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Rowan-Salisbury school board settles on new school calendar

By Rebecca Rider

For the Salisbury Post

SALISBURY — The Rowan-Salisbury Schools calendar for the 2019-20 year was decided with little fanfare Monday evening.

The decision came after a public survey asking teachers, parents, students and others to choose between two options. Both broke away from the norm — starting classes at the beginning of August instead of nearer September.

The calendars were created with input from teachers from each school and presented to the community. A committee designed three separate calendars, but in a preliminary survey, nearly 3,500 respondents rejected one of the options. That left a choice between the two others, which were presented to the board then put out in another survey.

“So it wasn’t a vote necessarily, but they were able to indicate their preference,” said Alesia Burnette, district accountability director, at Monday’s meeting of the Board of Education.

In a surprise to district staff and board members, more than 7,000 people responded to the second survey — bringing the total number of responses to both surveys to more than 11,000.

“In the 13 years that I’ve been here … I haven’t seen that kind of interest and input from our community,” Burnette said.

In the second survey, more than 50 percent of responders said they preferred Calendar A, which has teachers beginning school Aug. 1 for an optional workday. Students would begin school on Wednesday, Aug. 7.

The earlier start would not only allow schools to close early — by May 21, 2020, just before Memorial Day weekend — it also allows high schools to wrap up the first semester and testing before winter break.

The calendar also has several shorter breaks for students throughout the year. Those days would be teacher workdays, allowing time for training, planning or professional development. One of those days is Nov. 5 to allow schools to be used as polling places.

Students would receive a full two weeks off for winter break and a full week off in spring.

Both teachers and parents preferred this calendar.

However, roughly 40 percent of respondents said they liked Calendar C, which had a student start date of Aug. 1.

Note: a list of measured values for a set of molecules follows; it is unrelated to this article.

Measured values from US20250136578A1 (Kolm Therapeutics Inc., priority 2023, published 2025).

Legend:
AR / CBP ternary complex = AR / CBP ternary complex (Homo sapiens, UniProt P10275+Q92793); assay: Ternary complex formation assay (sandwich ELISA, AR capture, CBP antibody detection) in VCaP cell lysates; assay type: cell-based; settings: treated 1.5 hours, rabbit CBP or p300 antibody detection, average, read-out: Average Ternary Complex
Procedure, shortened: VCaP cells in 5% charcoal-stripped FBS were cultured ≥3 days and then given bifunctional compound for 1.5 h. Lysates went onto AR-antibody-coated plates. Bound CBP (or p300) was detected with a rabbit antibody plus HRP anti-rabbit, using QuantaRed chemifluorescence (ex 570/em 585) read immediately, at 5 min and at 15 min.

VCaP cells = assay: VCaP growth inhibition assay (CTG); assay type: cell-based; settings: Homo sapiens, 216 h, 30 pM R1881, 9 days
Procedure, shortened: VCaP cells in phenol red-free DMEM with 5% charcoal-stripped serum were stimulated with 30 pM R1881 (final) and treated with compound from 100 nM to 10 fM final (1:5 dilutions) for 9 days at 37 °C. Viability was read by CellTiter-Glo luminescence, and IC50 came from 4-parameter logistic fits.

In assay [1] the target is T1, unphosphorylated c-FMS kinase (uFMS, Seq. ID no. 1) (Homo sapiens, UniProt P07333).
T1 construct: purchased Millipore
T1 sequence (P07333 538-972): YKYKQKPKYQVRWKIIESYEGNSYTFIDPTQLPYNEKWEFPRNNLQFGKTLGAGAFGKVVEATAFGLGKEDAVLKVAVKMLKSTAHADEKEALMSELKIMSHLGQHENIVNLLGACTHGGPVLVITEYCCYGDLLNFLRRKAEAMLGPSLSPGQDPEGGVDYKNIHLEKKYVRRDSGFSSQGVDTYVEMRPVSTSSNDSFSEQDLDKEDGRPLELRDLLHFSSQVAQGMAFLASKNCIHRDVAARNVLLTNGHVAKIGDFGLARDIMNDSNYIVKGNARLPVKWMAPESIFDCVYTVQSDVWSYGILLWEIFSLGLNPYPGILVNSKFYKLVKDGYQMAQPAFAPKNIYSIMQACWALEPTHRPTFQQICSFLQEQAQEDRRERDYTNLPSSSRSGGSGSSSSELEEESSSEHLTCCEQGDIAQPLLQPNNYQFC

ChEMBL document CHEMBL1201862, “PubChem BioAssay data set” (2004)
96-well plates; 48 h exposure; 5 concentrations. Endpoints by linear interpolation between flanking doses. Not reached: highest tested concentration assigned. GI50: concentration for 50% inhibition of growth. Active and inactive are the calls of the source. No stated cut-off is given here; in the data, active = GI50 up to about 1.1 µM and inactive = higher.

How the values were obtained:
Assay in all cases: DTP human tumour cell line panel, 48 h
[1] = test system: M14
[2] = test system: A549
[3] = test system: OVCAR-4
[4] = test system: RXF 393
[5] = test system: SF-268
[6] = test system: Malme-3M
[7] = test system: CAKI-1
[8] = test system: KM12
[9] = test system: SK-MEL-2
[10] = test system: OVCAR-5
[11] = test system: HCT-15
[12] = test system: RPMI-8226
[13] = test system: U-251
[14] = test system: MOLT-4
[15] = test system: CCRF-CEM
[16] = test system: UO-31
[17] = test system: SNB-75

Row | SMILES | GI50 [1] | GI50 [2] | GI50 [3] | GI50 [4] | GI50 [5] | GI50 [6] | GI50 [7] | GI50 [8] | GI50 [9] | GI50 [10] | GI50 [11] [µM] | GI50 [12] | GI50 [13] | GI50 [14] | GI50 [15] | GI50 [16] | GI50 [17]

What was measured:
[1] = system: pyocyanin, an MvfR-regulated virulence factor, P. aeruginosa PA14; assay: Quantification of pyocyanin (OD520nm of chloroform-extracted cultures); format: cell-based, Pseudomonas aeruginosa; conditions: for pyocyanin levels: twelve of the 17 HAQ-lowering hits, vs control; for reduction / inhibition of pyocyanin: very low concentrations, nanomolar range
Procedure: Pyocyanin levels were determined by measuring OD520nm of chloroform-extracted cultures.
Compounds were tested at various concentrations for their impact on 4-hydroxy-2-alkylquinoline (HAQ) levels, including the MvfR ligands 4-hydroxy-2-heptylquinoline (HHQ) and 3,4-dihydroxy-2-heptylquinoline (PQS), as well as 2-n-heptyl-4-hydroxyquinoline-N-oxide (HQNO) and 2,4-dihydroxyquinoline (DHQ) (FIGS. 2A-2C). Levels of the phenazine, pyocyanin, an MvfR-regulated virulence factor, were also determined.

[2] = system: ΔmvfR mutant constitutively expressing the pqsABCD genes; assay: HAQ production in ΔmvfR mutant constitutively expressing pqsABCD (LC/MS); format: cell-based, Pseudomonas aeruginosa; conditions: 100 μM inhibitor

Either calendar would have been a change from tradition.

“One may not be as drastic as the other, but it’s going to be different for our parents,” Burnette said.

At the end of her presentation, Burnette recommended the board approve either Calendar A or Calendar C, prompting some laughter from board members.

“So you’re not recommending that we choose A,” Chairman Josh Wagner said. “You’re recommending that we choose A or C. … I see what you did there.”

The board unanimously voted to approve Calendar A, but this isn’t the end of calendar discussions. Since an earlier start date is a new — born of RSS’ role as a renewal system — the staff still needs to iron out details such as the Summer Meals Program.

For now, however, the discussion can rest.

“So we have survived that for another year,” Wagner joked.

In other business, the school board:

• Swore in Kevin Jones, Jean Kennedy and Dean Hunter for new terms on the board. All were elected in November.

• Voted Wagner as chairman and Susan Cox as vice chairwoman.

• Said goodbye to Richard Miller, who has served on the board for more than eight years and chose not to seek re-election. In his goodbyes, Miller urged fellow board members to keep fighting to try innovative approaches to issues because “to continue to do the same things and expect different results is insanity.” He also discussed the importance of consolidating schools for the continued health of the system and the necessity of a vocational high school.

Finally, he said, “Be brave, be bold, and always do what’s in the best interests of students.”

• Had a heated discussion about creating a pilot program for lead teachers — complete with a salary increase — at Knox Middle School. Principal Michael Courtwright said the staff hopes the move will increase teacher retention. The plan was developed as part of Knox’s restart strategy.

Courtwright proposed paying lead teachers about $75,000 per year — significantly more than their peers. The salary proposed, as well as issues with how the success of the program would be evaluated, drew backlash from board members. The issue was tabled until January’s work session.


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